Anthony Corr, Research Director, Redpoint Investment Management
It can be easy to make assumptions about someone by the way they dress or the car they drive. They say you should never judge a book by its cover, but when you only have a fleeting moment to make a judgement it may be the only data point available to us. But in the world of investment management, an industry which is fuelled by seemingly endless amounts of data, does the car an investment manager drive actually tell us anything about their investing abilities?
In a recent article published in the prestigious Journal of Finance, Stephen Brown1, Yan Lu, Sugata Ray and Melvyn Teo, investigate a link between performance car ownership and hedge fund returns. They link a multitude of hedge fund characteristics with the type of car the lead staff drive. Through a barrage of statistical tests that seek to remove any confounding variables (e.g. fund size, fund type, leverage, etc.) the authors find some striking results.
It’s the journey, not the destination
The authors looked at fund returns, fund flow, portfolio risk, management and performance fees, high water marks, lock up periods, redemption periods and leverage. They found no distinguishable statistical2 or economic difference between performance car owners and non-performance car owners for all of these attributes apart from one, the variability of returns. This in turn impacts the important risk-return performance metrics, the Sharpe ratio, defined as the ratio of portfolio return less cash return compared to portfolio volatility. The Sharpe ratio was found to be statistically and economically lower for sports car owners, as is the information ratio, defined as portfolio excess return versus portfolio tracking error. It seems that hedge funds run by performance car owners tend to have similar long term outcomes but with more variability along the way.
I feel the need, the need for speed
Performance car ownership is linked by the authors to the psychological trait called sensation seeking, more commonly called thrill seeking. The conjecture is that sensation seekers are willing to accept riskier activities simply for the sake of the experience. The implication is they run their money in a similar way to other hedge fund managers, but with a proclivity for riskier portfolios. This is indeed supported by the performance analysis. The authors go further however to see if the hedge fund businesses are also run in a riskier way. They find that performance car owners are statistically more likely to wind-up their hedge fund, be subject to regulatory action and lawsuits, and carry more operational risk. They also appear to engage in riskier trading behaviour. US equity hedge funds (at least) managed by performance car owners have higher fund turnover, more frequent trading, more holdings in smaller companies, a higher active share3, and favour stocks with high recent returns.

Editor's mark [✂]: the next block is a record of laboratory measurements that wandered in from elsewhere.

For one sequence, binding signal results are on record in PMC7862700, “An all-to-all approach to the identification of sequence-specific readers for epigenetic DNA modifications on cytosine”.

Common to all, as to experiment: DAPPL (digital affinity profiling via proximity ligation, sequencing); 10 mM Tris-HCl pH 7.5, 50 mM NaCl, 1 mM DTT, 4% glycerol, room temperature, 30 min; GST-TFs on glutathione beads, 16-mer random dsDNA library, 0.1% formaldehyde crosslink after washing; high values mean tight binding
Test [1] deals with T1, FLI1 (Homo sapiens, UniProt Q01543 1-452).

Birds of a feather
The paper tests and re-tests the hypothesis in a number of ways. For example they perform the analysis on high vs low torque cars, high vs low horsepower cars, ‘sports’ vs non-sports cars. They look into investor motivation and find that sensation seeking investors tend to be attracted to sensation seeking hedge funds, that non-sensation seeking incentives tend to encourage non-sensation type activity. There are also some robustness tests to see whether gender, personal wealth, age, previous success and other factors might explain the results. They find no statistical link between these.
So the message from the article is, if you have a long time to invest it doesn’t matter what car your fund manager drives. However, if your timeframe is shorter you may think a little differently. In short, if you’re looking for thrills, go ahead and chase the overtly successful fund manager with the red Ferrari. On the other hand, if it’s risk adjusted returns you’re after, make sure your manager drives a dull boring car.
The article’s full reference is:
Brown, Stephen, Yan Lu, Sugata Ray and Melvyn Teo, 2018, Sensation Seeking and Hedge Funds, Journal of Finance, 77(6), pp. 2871-2914.
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1 Brown is affiliated with Monash Business School and New York University, Lu is at University of Central Florida, Ray is at University of Alabama and Teo is at Singapore Management University
2 In lay terms, a statistical difference occurs when the difference between two outcomes (e.g. the average portfolio return of sports car owners compared to non-sports car owners) is so great, that the probability the difference was observed by chance is improbably low, when taking into account the variability of the data. There is always a small possibility you are wrong. You’d be forgiven for thinking a coin is loaded if it turns up heads ten times in a row. This is an improbable outcome, a 1 in 1,000 chance, but it can occur.
3 Active share is the fraction of the fund that differs from the S&P 500 index